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Social Studies

Children can see winners, clever collegiate ploy, jolly fat men Add to ...

No pyramid peeking?

"Do Egyptian mummies have a right to privacy?" asks a headline in New Scientist magazine. "Should we consider the privacy or reputation of the individual when analyzing an Egyptian mummy? The assumption that ancient corpses are fair game for science is beginning to be challenged. Though strict ethical guidelines apply to research on modern tissue samples, up until now there has been little discussion about work on ancient human remains. In a recent paper in the Journal of Medical Ethics, anatomist Frank Ruhli and ethicist Ina Kaufmann of the University of Zurich, Switzerland, argue that this is disturbing because research on mummies is invasive and reveals intimate information such as family history and medical conditions. And, of course, the subjects cannot provide consent."

Good old Massachusetts

Smithsonian magazine quotes artificial-intelligence researcher David Levy of Maastricht University: "My forecast is that around 2050, the state of Massachusetts will be the first jurisdiction to legalize marriages with robots."

Children can see winners

"Our minds have been mainly sculpted during the Pleistocene era, spanning from around two million years ago until about 12,000 years ago, when we lived in small, isolated communities of about 150 people," write Anjana Ahuja and Mark van Vugt, authors of Selected: Why Some People Lead, Why Others Follow and Why it Matters. "In the absence of CVs and other objective ways of measuring competence, a fit, healthy, manly appearance was synonymous with leadership potential. In hunter-gatherer societies, conflicts were primarily settled by force, so being strong and tall were prerequisites. And sure enough, the taller candidates routinely triumph in American elections. … Another study found that CEOs rated as 'stronger-looking' by observers tended to run higher-ranked companies than weaker-looking individuals; while children confronted with photographs of electoral candidates generally favour the eventual winner."

Source: The Daily Telegraph

Clever collegiate ploy

"The entire admissions cycle can be one stress point after another these days at private colleges," Scott Jaschik writes for Inside Higher Ed. "Will enough students show interest? Will they visit? Will they apply? Will they enroll?" The numbers, he adds, are looking great at the University of Dayton. "According to Sundar Kumarasamy, vice-president for enrolment management, it's all about pushing the envelope - and he means just that, the envelope. One of the most successful strategies employed by the university involves an unusual arrangement with UPS and DHL that has allowed the university to send the viewbooks and other materials in envelopes with the UPS and DHL logos. Dayton isn't paying for express delivery of the tens of thousands of items it sends this way - they are mailed through the U.S. Postal Service. But the university is licensing the right to use the envelopes from the two express mail services. 'We're sending a message that you are important' with the envelopes, Mr. Kumarasamy said: 'We are saying that you are not going to be like bulk mail to us.' "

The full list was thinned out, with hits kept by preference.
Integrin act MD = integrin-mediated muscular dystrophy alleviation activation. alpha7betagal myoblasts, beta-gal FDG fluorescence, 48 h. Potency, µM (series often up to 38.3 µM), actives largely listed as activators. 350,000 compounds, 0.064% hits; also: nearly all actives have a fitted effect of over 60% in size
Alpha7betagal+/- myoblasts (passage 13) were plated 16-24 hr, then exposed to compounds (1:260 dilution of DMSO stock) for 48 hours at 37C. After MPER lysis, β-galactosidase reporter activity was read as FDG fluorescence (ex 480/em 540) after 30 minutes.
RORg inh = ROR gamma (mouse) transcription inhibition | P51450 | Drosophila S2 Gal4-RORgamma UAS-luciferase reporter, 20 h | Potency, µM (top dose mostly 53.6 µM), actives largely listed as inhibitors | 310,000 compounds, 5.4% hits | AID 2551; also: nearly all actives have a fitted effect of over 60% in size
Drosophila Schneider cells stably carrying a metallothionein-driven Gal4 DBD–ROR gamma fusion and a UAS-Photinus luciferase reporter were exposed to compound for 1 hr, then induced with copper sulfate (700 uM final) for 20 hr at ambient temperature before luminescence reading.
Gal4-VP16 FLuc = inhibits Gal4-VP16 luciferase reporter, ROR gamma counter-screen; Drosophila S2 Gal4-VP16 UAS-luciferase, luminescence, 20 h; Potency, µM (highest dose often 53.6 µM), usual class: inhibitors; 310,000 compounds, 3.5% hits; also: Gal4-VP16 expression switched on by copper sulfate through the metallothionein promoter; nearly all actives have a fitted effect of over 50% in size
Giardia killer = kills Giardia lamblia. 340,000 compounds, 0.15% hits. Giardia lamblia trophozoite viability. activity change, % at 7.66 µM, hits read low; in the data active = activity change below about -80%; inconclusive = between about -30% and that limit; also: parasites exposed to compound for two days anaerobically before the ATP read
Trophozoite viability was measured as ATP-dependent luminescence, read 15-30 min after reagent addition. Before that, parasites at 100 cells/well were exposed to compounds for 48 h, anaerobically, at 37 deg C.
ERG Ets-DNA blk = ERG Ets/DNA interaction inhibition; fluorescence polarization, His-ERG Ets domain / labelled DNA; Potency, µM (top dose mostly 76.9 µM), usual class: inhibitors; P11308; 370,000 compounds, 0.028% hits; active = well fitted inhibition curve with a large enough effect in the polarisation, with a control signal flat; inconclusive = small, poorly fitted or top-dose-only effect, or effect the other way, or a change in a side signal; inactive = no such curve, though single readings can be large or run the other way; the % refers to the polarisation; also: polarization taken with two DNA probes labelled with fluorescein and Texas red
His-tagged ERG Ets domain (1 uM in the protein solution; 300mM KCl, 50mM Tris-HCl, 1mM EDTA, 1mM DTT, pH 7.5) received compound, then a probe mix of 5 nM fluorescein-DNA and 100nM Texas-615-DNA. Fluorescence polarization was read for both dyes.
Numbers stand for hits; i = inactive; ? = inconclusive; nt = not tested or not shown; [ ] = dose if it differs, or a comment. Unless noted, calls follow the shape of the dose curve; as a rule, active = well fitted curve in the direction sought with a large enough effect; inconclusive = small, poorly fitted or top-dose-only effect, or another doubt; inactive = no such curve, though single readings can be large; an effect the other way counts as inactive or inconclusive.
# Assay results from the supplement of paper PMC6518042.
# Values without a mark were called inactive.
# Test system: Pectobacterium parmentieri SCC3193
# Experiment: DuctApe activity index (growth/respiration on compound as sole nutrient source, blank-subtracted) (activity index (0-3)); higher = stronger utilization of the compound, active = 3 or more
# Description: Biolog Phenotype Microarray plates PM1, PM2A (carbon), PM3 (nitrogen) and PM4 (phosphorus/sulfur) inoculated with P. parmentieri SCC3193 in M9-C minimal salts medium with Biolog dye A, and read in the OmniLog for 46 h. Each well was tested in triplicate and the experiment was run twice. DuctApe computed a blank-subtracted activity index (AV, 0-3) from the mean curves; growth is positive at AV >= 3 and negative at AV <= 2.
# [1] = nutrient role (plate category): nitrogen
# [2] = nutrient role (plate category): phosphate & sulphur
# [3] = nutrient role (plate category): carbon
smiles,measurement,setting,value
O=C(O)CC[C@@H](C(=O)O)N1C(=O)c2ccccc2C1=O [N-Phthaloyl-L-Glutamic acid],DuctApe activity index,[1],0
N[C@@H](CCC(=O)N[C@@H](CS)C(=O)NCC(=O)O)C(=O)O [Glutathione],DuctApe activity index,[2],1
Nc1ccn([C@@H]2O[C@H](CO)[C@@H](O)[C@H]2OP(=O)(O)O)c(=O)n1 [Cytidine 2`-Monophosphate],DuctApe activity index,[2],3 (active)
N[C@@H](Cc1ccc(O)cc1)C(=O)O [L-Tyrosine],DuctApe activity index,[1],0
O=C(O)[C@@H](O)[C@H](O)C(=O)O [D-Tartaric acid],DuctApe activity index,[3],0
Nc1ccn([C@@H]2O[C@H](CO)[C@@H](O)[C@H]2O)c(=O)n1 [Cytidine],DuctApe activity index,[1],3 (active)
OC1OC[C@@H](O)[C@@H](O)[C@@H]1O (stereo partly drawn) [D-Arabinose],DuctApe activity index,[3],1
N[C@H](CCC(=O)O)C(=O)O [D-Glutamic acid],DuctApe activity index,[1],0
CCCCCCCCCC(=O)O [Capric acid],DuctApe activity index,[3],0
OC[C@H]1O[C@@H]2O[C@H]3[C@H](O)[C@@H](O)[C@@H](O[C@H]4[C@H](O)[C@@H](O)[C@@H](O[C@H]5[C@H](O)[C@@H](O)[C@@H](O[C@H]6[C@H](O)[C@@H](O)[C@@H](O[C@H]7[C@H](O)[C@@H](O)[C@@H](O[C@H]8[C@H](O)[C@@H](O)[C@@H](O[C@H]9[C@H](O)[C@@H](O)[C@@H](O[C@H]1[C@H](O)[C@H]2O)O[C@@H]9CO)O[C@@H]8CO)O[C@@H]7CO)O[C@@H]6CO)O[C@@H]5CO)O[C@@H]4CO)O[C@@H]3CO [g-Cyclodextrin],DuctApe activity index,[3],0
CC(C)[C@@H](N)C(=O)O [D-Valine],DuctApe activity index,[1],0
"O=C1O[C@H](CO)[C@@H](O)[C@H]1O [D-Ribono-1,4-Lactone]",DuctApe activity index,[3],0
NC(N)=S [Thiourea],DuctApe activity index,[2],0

Jolly fat men

"Put down the weights and grab a hamburger: Researchers in Turkey have finished a year-long study that correlated body mass index with male sexual performance," Anneli Rufus reports for The Daily Beast website. "Their findings may surprise you: Heavier men were able to make love for an average of 7.3 minutes, while slender men lasted an average of 108 seconds. The study, published in Nature, showed overweight men had higher levels of the female estradiol hormone, which blocks male hormones and delays the climax."

A tropical killer

"Snake bite is one of the world's most neglected health issues," write Nick Brown and Dev Kevat in the New Scientist. "In 2009, the World Health Organization (WHO) declared it a 'neglected tropical disease.' ... The extent of the problem is difficult to quantify, but the WHO estimates there are five million cases annually worldwide, with up to half of all victims experiencing effects from venom. Snakebites cause at least 100,000 deaths and up to 400,000 amputations each year." They add that it's probable snakebite causes more death and disability than many other tropical diseases.

A gleam in the eye

"Cattle infected with mad cow disease give off a telltale glow in their eyes, according to new research published in the journal Analytical Chemistry," Jennifer Viegas reports for Discovery News. "In future, the discovery could lead to a long-sought test to detect infection with the agent that causes mad cow disease, preventing it from spreading throughout the food supply for humans." The characteristic fluorescence is thought to come from an accumulation of lipofuscin in the retina, said research team leader Jacob Petrich of Iowa State University. Lipofuscin is pigmented waste material that's made up of free radical-damaged proteins and fats. In human skin it's the common cause of "age spots." The scientists also determined that the retinas of sheep infected with scrapie, which is similar to mad cow disease, emit a characteristic glow when examined with a beam of light from a special instrument.

Thought du jour

"Every man is the builder of a temple, called his body, to the god he worships, after a style purely his own, nor can he get off by hammering marble instead. We are all sculptors and painters, and our material is our own flesh and blood and bones."

- Henry David Thoreau

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